PRE WWI PERIOD
Of the 1842 miles from Toronto to Qu'Appelle, only 72 miles of track remained unfinished, a distance that would have to be traversed on sleighs or on foot. On this night, members of the Toronto Grenadiers and Capt. Todd’s company of Ottawa Foot Guards, on their way to the North-West Rebellion, attempt to traverse the ‘gaps’ between Red Rock, Nipigon, and on to Port Arthur. The last 7 miles of these gaps would prove the toughest. On their dread mission, nature seems to ave confronted them with every obstacle that would inure them to hardship, and steel their hearts for the coming conflict.
Old campaigners were loud in their praise of the men: one man who had been in the Soudan affirmed that the march across the sands of the desert was not more trying than had been the tramp over the ice and snow of Superior. Sleet pelted them, and driving snow blinded their steps, while faces were blistered and eyes inflamed from the glare of the sun on the frozen surface of the lake. Not a few were badly frostbitten, and all were footsore and weary. What wonder that a few, becoming delirious on the march, dropped by the way from pain and exhaustion!
The needs of these men upon reaching Port Arthur represents the first involvement of the community in the medical service of the military. Thus begins the long and storied history of the military medical units of Northwestern Ontario.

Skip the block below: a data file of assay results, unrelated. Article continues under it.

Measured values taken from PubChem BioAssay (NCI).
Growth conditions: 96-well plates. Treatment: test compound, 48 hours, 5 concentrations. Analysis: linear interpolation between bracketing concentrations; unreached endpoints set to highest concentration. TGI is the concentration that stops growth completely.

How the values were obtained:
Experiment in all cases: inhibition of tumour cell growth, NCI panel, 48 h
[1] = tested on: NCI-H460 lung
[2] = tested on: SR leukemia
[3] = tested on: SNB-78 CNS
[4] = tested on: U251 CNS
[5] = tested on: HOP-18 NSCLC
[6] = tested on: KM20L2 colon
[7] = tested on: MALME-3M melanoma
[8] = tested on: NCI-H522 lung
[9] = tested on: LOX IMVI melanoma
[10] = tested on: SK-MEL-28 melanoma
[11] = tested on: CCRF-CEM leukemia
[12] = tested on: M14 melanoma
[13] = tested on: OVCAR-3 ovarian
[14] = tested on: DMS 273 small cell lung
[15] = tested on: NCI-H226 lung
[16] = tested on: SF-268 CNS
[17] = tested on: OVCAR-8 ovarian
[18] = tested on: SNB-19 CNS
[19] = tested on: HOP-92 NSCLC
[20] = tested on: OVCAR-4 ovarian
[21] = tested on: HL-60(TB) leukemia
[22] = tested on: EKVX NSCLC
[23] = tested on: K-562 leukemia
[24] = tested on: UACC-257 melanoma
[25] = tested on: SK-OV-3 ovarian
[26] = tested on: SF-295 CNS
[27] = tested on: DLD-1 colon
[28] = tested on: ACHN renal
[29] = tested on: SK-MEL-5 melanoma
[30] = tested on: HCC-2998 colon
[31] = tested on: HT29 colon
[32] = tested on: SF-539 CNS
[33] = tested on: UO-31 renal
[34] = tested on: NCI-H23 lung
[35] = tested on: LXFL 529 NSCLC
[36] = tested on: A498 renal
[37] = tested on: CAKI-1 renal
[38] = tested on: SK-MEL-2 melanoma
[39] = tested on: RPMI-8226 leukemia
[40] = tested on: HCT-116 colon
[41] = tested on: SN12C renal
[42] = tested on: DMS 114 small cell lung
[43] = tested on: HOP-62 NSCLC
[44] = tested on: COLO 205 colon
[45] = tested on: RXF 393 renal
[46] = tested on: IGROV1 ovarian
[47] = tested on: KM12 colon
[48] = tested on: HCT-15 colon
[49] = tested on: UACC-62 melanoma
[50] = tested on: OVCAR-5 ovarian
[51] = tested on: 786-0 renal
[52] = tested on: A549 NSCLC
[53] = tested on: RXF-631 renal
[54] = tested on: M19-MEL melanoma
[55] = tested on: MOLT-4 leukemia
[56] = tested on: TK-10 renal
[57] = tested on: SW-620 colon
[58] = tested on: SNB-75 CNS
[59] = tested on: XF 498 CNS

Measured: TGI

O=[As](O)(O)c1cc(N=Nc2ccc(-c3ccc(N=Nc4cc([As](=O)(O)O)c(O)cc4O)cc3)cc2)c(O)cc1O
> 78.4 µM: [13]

Midnight Tramp of the Royal Grenadiers
15 April 1885
Port Arthur, Ontario
Thunder Bay Miltiary Museum and History Society
The history of the Canadian Forces Medical Service (CFMS) coincides greatly with the history of Canada in general. Upon the establishment of the Dominion of Canada in 1867, development of its Militia and associated medical services became a top priority.
In these early stages, the Canadian Militia medical services had no central organization. As a result each regiment recruited its own medical practitioners, often in the form of a unit surgeon or medical officer.
As Canada’s involvement in ‘Imperial defence’ increased, so too did the need for well-trained and organized medical personnel. The involvement of Canadian militia units in the Northwest Rebellion of 1885 and the overseas Boer War from 1899-1902 led to the creation of the Canadian Army Medical Corps (CAMC) in July 1904 to provide a unified command.
Two years later, in 1906, Colonel Eugene Fiset became Surgeon General and organized the fledgling CAMC into field-deployable units. That year, under General Order Number 5, 4 Field Ambulance was created on paper to oversee the militia medical services in Northwestern Ontario and the surrounding region.
Dr. G. Brown - Medical Officer for the Lake Superior Regiment
Port Arthur, Ontario
Thunder Bay Military Museum and History Society